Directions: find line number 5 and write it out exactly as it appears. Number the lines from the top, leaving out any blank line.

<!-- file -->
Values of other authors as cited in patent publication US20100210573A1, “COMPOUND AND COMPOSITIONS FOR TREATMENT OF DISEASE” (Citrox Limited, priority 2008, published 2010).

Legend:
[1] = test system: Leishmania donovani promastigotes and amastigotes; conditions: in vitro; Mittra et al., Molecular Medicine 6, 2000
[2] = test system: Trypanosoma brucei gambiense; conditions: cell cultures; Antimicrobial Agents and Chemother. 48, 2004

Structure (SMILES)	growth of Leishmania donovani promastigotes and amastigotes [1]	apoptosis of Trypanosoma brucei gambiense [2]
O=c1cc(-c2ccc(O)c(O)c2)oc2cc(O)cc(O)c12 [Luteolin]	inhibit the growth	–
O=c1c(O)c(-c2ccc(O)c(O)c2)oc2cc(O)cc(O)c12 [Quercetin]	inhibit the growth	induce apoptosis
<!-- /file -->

Structure (SMILES)	growth of Leishmania donovani promastigotes and amastigotes [1]	apoptosis of Trypanosoma brucei gambiense [2]